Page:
ADG: “I can see that for sure. And given the extensive list of projects your group is working on, how do you enlist the help of the community in these projects? Do you organize volunteers? Or how do you otherwise fund your work?”
Mindy: “GCC is a membership organization. We have members around the country and the world who help us preserve and protect Grand Canyon National Park through their contributions. Membership begins as low as $35/year. Our retail stores at the Park (there are 8) also contribute. By shopping in GCC’s stores in the park or online, your proceeds are going back to support the initiatives at the park. We also have volunteers (individual volunteers and companies) who help with activities like cleaning up campgrounds, removing trash on the rim, working in the Greenhouse with native plants, and more.”
ADG: “What goes on in the educational side of the Grand Canyon Conservancy? What are some of the educational programs your team is invested in? How do these help promote preservation/conservation in the park?”
Mindy: “We have a few! I'll list them:
GCC runs a Field Institute, which provides amazing immersive and educational adventures at Grand Canyon—all officially designed and developed in partnership with Grand Canyon National Park. Whether you’re looking for a day hike for your family, a once-in-a-lifetime backpacking trip, or an educational class on outdoor photography, the Field Institute has a variety of programs designed to inspire you above and below the rim of Grand Canyon.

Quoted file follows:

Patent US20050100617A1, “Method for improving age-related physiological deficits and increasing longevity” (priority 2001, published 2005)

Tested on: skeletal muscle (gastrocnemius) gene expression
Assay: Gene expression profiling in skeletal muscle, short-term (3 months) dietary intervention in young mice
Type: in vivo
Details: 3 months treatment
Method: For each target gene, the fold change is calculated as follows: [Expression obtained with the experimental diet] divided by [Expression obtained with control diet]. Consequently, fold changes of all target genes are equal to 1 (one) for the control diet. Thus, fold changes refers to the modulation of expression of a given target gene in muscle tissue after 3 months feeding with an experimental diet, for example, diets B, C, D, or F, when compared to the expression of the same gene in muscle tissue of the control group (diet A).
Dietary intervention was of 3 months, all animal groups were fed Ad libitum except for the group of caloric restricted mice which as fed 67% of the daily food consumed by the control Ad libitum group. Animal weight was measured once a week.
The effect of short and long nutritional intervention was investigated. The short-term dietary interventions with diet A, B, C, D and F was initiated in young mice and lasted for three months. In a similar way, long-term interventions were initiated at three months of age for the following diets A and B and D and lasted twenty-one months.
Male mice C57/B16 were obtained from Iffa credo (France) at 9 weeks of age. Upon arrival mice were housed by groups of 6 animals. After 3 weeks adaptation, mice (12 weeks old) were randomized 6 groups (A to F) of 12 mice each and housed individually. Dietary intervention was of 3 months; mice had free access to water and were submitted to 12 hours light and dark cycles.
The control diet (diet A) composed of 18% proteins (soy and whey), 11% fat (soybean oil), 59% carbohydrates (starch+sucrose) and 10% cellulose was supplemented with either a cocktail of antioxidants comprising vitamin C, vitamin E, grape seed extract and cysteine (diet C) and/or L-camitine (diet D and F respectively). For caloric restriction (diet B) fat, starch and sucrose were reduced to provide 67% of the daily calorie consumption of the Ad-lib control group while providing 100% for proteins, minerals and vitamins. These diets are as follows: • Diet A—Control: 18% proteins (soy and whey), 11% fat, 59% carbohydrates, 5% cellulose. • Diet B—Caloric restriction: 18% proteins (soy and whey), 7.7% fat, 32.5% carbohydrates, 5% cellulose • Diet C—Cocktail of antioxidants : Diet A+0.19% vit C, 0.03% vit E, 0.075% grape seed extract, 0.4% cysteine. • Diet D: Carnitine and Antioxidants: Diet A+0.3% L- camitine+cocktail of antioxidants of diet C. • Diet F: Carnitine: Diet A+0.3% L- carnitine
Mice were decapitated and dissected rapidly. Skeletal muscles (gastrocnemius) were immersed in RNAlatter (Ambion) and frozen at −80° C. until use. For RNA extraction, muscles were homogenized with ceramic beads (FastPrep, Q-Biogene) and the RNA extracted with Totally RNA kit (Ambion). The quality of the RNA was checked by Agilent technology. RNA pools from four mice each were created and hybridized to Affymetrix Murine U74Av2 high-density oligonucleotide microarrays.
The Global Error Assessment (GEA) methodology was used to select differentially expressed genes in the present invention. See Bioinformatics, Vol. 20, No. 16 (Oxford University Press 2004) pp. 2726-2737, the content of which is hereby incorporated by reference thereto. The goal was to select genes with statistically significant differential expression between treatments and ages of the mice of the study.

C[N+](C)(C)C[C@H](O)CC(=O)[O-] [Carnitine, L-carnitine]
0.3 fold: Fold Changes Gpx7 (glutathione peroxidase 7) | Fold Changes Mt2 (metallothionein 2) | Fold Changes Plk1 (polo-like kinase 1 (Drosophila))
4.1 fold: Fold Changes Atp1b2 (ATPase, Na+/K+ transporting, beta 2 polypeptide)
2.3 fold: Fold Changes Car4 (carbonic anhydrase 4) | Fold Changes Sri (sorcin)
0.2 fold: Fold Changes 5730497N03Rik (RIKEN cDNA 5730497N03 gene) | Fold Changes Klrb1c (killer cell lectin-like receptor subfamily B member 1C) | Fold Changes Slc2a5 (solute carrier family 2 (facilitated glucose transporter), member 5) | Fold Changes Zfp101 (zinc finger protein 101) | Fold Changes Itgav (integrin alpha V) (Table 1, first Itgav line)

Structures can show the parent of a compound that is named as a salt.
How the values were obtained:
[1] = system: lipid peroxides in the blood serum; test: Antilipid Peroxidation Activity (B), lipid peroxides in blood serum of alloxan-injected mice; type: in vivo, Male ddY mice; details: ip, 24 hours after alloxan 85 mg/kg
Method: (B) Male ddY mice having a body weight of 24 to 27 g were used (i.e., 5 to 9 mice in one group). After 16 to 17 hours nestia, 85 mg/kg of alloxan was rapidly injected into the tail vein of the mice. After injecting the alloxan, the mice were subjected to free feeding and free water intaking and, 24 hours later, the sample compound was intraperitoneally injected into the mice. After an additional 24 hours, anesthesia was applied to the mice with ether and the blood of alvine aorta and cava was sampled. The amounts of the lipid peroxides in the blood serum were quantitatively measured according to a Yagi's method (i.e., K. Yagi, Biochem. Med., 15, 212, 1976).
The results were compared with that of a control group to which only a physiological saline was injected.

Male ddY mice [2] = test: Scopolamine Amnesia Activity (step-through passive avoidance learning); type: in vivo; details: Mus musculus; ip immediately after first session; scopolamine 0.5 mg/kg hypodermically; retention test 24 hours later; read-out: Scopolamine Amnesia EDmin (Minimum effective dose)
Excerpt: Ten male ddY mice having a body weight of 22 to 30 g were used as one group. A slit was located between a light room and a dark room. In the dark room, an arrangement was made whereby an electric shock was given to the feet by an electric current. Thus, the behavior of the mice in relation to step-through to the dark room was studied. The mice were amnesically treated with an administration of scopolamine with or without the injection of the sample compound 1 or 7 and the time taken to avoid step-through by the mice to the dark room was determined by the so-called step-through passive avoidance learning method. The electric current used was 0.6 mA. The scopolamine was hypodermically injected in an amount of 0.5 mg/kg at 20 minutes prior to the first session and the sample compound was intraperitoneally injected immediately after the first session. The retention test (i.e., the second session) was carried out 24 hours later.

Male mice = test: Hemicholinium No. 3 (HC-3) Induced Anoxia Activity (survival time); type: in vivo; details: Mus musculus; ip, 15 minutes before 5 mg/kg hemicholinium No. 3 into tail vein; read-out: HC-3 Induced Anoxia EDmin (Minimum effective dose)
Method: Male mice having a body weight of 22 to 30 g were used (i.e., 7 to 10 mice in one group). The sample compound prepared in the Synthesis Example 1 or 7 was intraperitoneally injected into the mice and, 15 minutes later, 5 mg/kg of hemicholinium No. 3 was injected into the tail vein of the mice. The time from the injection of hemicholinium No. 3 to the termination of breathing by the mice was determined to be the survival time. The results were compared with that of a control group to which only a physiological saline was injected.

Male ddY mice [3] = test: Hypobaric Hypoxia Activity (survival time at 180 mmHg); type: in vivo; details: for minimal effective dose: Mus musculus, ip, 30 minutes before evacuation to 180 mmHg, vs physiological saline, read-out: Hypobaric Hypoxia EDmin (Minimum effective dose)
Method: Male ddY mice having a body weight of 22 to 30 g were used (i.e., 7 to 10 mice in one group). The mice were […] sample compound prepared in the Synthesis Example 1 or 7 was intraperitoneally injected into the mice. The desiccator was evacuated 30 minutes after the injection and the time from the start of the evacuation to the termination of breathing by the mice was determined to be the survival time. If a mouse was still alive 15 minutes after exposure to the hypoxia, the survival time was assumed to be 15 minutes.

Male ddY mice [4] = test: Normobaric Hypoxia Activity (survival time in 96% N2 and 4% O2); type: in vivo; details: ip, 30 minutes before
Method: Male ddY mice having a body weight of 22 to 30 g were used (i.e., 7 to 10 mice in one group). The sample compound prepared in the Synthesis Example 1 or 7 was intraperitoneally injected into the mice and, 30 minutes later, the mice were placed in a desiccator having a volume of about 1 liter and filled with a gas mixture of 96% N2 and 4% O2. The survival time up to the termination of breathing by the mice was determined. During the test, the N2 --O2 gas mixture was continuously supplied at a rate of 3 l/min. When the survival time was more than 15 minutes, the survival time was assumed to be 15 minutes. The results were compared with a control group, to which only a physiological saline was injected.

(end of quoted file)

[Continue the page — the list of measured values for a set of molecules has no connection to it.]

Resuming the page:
To keep Grand Canyon alive in the minds of our youngest enthusiasts, we've also produced an e-learning program called Canyon Field School @Home. Canyon Field School @Home brings geology, ecology, human history, and dark skies curriculum to parents, educators, clubs, and children through online videos and downloadable activity booklets. These fun and focused learning tools double as a universal window through which STEAM (Science, Technology, Engineering, Art, and Mathematics) fields of study are connected to the natural world.
We also manage two residency programs at the park, an Artist in Residence program and an Astronomer in Residence program. The Artist in Residence program hosts individual artists who engage with the park and its visitors during an eight-week residency at the South Rim. The program is designed to support artists engaging with contemporary themes, especially those tied to conservation, cultural identity, and community. The Astronomer in Residence program offers astronomers (both amateur and professional), educators, scientists, visual and performing artists, and writers, the opportunity to practice and share their discipline under one of the most pristine night skies in the United States. Through artwork and educational outreach, the program inspires visitors to see the values of dark night skies, spreads awareness about the threats of light pollution, and explores society’s complex relationships with natural darkness.